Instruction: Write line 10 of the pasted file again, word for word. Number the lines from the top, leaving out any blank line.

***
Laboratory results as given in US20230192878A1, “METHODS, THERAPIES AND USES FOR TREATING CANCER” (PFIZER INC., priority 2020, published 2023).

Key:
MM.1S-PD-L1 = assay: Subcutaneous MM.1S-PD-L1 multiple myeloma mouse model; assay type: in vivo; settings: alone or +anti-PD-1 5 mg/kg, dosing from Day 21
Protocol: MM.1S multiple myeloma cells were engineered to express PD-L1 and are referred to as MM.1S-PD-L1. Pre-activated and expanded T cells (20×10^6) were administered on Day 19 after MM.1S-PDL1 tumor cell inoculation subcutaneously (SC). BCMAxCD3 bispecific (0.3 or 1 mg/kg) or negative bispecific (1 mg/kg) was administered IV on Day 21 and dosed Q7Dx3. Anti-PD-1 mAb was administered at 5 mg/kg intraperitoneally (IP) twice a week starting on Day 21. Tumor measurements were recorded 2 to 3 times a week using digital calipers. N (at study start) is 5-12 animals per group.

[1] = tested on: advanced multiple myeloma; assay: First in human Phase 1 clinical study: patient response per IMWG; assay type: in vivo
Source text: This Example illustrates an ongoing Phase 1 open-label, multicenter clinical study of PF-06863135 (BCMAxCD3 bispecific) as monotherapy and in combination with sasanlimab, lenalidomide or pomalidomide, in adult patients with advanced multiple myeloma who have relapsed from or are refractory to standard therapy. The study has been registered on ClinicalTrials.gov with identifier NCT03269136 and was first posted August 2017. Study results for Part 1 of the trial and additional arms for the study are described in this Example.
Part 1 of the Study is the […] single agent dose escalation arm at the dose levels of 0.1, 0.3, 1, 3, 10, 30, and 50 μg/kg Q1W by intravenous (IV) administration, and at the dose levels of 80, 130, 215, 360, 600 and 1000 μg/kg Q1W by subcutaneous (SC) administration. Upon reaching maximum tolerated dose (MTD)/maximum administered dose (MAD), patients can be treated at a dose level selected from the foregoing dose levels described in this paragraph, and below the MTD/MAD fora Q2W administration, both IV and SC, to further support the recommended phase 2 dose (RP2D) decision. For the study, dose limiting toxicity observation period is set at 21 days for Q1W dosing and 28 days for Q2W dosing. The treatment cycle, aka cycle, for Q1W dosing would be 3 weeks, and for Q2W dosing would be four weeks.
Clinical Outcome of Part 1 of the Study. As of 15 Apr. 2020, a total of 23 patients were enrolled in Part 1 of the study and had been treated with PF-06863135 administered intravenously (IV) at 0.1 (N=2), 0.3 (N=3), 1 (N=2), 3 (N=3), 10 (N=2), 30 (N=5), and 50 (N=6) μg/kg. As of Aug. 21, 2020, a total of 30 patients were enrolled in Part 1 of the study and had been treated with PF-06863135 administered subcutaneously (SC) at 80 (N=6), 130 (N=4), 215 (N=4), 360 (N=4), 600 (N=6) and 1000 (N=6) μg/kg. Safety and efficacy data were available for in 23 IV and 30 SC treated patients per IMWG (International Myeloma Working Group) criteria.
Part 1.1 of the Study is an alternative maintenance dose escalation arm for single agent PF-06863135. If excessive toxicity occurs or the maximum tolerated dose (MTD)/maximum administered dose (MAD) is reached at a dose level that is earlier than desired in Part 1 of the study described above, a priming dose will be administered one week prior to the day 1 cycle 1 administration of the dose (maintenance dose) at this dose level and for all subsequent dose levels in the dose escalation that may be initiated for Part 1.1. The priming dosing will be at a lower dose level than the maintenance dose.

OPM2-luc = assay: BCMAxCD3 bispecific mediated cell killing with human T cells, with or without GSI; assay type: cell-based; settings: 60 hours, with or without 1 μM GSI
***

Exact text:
OPM2-luc = assay: BCMAxCD3 bispecific mediated cell killing with human T cells, with or without GSI; assay type: cell-based; settings: 60 hours, with or without 1 μM GSI